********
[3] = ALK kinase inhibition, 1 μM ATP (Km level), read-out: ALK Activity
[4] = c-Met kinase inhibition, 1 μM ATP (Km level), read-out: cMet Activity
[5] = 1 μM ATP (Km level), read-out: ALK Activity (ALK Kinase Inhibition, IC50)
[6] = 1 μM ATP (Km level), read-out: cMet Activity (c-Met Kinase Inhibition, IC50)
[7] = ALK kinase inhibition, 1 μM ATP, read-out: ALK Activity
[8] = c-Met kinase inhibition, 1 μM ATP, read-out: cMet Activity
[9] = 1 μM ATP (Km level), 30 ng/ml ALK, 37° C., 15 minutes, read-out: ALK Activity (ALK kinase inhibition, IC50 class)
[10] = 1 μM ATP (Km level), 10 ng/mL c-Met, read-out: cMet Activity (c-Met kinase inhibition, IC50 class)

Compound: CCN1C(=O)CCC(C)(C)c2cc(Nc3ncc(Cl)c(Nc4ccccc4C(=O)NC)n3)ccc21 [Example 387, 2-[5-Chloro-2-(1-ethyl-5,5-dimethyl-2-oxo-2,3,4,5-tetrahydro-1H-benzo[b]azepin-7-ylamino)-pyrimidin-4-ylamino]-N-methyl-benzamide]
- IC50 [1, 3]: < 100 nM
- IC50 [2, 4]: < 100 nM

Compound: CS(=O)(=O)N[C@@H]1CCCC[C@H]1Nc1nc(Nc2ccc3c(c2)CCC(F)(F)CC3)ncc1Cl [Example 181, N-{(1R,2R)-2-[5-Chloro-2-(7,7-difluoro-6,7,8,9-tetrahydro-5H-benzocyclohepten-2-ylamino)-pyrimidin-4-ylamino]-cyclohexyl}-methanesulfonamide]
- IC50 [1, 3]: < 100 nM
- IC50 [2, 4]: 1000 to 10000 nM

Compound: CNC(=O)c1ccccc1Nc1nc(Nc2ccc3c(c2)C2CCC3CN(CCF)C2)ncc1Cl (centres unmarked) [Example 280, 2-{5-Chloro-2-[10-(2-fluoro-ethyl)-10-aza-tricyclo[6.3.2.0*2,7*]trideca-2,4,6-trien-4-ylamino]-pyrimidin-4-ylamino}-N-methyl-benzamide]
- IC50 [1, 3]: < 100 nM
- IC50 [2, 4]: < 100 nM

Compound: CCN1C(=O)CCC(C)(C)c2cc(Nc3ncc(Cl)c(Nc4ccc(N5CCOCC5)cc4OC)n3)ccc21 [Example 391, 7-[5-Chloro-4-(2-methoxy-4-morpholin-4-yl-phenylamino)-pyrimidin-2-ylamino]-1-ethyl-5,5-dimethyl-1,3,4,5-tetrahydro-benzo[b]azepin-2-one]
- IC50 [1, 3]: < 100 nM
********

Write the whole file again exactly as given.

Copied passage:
[3] = ALK kinase inhibition, 1 μM ATP (Km level), read-out: ALK Activity
[4] = c-Met kinase inhibition, 1 μM ATP (Km level), read-out: cMet Activity
[5] = 1 μM ATP (Km level), read-out: ALK Activity (ALK Kinase Inhibition, IC50)
[6] = 1 μM ATP (Km level), read-out: cMet Activity (c-Met Kinase Inhibition, IC50)
[7] = ALK kinase inhibition, 1 μM ATP, read-out: ALK Activity
[8] = c-Met kinase inhibition, 1 μM ATP, read-out: cMet Activity
[9] = 1 μM ATP (Km level), 30 ng/ml ALK, 37° C., 15 minutes, read-out: ALK Activity (ALK kinase inhibition, IC50 class)
[10] = 1 μM ATP (Km level), 10 ng/mL c-Met, read-out: cMet Activity (c-Met kinase inhibition, IC50 class)

Compound: CCN1C(=O)CCC(C)(C)c2cc(Nc3ncc(Cl)c(Nc4ccccc4C(=O)NC)n3)ccc21 [Example 387, 2-[5-Chloro-2-(1-ethyl-5,5-dimethyl-2-oxo-2,3,4,5-tetrahydro-1H-benzo[b]azepin-7-ylamino)-pyrimidin-4-ylamino]-N-methyl-benzamide]
- IC50 [1, 3]: < 100 nM
- IC50 [2, 4]: < 100 nM

Compound: CS(=O)(=O)N[C@@H]1CCCC[C@H]1Nc1nc(Nc2ccc3c(c2)CCC(F)(F)CC3)ncc1Cl [Example 181, N-{(1R,2R)-2-[5-Chloro-2-(7,7-difluoro-6,7,8,9-tetrahydro-5H-benzocyclohepten-2-ylamino)-pyrimidin-4-ylamino]-cyclohexyl}-methanesulfonamide]
- IC50 [1, 3]: < 100 nM
- IC50 [2, 4]: 1000 to 10000 nM

Compound: CNC(=O)c1ccccc1Nc1nc(Nc2ccc3c(c2)C2CCC3CN(CCF)C2)ncc1Cl (centres unmarked) [Example 280, 2-{5-Chloro-2-[10-(2-fluoro-ethyl)-10-aza-tricyclo[6.3.2.0*2,7*]trideca-2,4,6-trien-4-ylamino]-pyrimidin-4-ylamino}-N-methyl-benzamide]
- IC50 [1, 3]: < 100 nM
- IC50 [2, 4]: < 100 nM

Compound: CCN1C(=O)CCC(C)(C)c2cc(Nc3ncc(Cl)c(Nc4ccc(N5CCOCC5)cc4OC)n3)ccc21 [Example 391, 7-[5-Chloro-4-(2-methoxy-4-morpholin-4-yl-phenylamino)-pyrimidin-2-ylamino]-1-ethyl-5,5-dimethyl-1,3,4,5-tetrahydro-benzo[b]azepin-2-one]
- IC50 [1, 3]: < 100 nM